Text description provided by the architects. Where there is a distillery, there is “Two-Three Shot”. “Two-Three Shot” is a handcrafted fine liquor brand presented by “Two-Three House” and the core theme of “Two-Three House”as well. As part of the “Hipster Re-back to the Countryside” rural construction plan, the distillery has become the prelude to the “Two-Three House Distillery Inn” program in both geographical and strategic perspective.
The distillery is located amongst terraced valleys of Lishui, Zhejiang Province. Surrounded by bamboo forests and fruit yards, a pair of springs come together, forming a village called Guoshandian. It is the terraces beside the only existing house where the distillery is hidden. Following the only way to village, one has to pass by the bamboo forest, as the sound of waterfall arises, the distillery appears. The unfolding frameworks and the turning volumes reads inviting and fairly urban, as it turns eastwards, it merges into the mountain, becoming extended parts of the terraces. A small piece of plaza is carefully planned between distillery, courtyard and grape fields, where the driving way ends, while the mountain path, the courtyard steps and the field treads join in and stretch out together.
A semi-exterior circular space is designed for fruit preparation and liquor distillation. It is right connected to the visitor entry, leaving a flexible porch perfect for production under rainy or hot weather conditions. The fermentation and cellar space are arranged indoors, where terraced ceilings are designed to adapt to the mountain heights, leaving controlled natural light in. This results in three floor heights, production and packaging area is arranged next to the gate while a wine-tasting bar is set up on the top. Daylight changes all the time in seasons, creating multi-sensory atmosphere as it renders the space when introduced from high windows.
With limited budget, restrained job site and transportation condition, self-mixed concrete is proposed for the main structure and the retaining wall. The fair-faced concrete frame outlines the structure at each height difference, and rest of the facade, covered in masonry, turns and eventually merges into the mountain. All the stones are reclaimed from local Jinyun stone, that are recut and masoned by local stonemasons. Covered with soil and plants, the distillery managed to disappear in no time.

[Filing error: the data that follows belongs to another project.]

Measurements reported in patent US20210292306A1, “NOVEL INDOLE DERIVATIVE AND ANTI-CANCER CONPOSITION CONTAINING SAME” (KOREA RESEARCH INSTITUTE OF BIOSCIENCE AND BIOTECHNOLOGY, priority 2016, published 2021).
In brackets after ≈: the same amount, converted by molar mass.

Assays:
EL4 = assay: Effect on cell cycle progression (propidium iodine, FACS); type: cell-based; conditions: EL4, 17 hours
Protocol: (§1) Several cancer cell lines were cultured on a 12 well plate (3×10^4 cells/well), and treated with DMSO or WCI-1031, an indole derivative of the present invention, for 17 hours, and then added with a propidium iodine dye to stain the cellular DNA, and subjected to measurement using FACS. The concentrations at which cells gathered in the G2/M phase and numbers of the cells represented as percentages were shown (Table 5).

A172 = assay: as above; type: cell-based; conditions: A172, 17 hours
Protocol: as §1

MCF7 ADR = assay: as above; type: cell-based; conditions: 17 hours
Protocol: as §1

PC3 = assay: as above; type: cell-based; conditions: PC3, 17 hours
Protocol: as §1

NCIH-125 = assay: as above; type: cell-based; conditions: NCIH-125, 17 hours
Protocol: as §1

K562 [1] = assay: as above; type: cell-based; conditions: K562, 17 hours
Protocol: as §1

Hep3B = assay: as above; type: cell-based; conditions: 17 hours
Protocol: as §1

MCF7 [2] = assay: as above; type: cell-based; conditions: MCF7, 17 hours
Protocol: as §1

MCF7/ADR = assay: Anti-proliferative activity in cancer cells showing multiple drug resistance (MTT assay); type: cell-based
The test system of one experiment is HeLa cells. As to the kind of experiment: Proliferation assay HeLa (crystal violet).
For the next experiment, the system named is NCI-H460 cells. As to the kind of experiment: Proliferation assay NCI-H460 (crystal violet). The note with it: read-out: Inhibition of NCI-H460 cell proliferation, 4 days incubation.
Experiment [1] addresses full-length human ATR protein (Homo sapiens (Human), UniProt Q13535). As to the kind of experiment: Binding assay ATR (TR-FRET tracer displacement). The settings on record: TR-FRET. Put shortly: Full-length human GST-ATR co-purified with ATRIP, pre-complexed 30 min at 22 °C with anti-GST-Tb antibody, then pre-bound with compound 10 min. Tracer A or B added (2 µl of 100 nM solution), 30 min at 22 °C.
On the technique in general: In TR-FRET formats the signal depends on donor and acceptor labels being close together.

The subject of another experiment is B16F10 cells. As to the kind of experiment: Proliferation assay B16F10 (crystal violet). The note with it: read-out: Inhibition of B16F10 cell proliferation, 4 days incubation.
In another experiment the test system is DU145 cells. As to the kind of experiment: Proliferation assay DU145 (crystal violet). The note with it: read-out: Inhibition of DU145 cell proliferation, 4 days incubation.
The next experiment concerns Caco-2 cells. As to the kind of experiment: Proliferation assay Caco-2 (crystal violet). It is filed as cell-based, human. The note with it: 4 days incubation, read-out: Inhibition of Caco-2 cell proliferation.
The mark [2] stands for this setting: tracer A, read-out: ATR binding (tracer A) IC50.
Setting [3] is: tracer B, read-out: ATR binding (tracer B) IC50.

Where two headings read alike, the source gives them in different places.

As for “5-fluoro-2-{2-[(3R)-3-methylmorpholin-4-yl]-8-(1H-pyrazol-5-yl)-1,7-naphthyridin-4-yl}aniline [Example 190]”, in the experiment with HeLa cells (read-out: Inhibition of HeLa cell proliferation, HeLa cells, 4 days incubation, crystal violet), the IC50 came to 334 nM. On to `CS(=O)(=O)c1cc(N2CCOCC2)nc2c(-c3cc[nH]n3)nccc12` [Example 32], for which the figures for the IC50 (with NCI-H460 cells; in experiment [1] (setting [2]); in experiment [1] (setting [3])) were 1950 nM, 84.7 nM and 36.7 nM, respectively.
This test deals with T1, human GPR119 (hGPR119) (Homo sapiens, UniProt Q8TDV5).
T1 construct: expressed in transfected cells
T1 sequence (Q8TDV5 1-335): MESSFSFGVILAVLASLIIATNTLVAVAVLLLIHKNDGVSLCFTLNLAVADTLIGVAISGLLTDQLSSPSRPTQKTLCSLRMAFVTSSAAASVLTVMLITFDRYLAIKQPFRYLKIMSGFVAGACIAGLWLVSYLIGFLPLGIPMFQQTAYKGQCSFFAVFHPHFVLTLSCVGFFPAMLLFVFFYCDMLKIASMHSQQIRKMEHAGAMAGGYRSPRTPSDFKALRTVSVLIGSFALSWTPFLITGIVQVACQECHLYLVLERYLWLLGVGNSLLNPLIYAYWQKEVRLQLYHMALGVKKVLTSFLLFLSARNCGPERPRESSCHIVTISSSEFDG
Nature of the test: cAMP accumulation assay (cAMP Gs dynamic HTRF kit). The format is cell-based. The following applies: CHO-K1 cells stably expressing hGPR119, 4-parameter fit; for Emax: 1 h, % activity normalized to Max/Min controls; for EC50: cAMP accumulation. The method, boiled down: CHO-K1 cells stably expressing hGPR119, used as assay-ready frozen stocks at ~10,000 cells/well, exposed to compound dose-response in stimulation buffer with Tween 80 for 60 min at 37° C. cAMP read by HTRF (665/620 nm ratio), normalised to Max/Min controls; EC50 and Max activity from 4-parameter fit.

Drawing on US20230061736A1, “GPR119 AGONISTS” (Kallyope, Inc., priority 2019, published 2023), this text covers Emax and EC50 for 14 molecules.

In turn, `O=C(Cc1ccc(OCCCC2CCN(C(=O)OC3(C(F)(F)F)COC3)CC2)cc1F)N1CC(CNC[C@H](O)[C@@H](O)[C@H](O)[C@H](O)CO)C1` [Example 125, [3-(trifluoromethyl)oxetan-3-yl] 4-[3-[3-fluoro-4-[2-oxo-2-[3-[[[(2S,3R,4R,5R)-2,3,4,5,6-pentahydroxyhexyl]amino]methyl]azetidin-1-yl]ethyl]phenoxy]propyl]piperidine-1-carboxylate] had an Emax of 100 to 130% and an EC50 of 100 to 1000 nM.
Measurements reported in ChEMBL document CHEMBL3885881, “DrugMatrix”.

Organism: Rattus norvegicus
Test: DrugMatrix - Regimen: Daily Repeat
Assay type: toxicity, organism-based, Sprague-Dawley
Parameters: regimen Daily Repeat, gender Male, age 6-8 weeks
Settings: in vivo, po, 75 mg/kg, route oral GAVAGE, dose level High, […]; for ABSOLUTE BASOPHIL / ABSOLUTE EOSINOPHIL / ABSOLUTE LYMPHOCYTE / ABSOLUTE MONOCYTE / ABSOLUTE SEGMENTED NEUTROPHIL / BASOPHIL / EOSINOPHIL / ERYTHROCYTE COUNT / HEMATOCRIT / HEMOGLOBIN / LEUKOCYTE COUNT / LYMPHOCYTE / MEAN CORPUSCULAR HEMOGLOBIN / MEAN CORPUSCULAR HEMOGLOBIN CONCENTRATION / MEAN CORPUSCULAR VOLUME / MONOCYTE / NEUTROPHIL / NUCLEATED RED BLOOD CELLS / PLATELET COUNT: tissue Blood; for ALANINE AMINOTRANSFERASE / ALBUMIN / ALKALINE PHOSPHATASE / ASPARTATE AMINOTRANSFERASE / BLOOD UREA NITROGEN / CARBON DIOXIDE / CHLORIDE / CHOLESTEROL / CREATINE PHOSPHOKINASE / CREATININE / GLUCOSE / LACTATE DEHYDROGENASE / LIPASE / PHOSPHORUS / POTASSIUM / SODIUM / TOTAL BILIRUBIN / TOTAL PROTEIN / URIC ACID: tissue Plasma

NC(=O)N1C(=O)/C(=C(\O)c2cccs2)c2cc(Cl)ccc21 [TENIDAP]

Minimum material and least design interventions are adapted to react to the reality of rural construction appropriately. The interior wall surface, for example, retains the original cast-in-place fair-faced concrete after a few on-site mockup tested for concrete refinement. It is intended to avoid deliberately urbanization and meticulous surface treatment. On the other hand, for the daily-used architectural components it wants to be precise and handy. The gate is laminated with carbonized wood, which not only would survive the humid environment but also balances the rough and cold feeling of the concrete with its the soft texture and warm tone. The apple-shaped section of the wood handrails enables easier gripping for users to push or pull from either side.
The “Two-Three House”distillery is not an “ambitious” piece of architecture, rather it prefers to be part of the valley. It grows from terraces, inherits the rhythm, forms an intertextual relationship with the context. However, it does stand out in terms of the social value, becoming a social centre for gathering and community activities, apart from its main role as a production venue.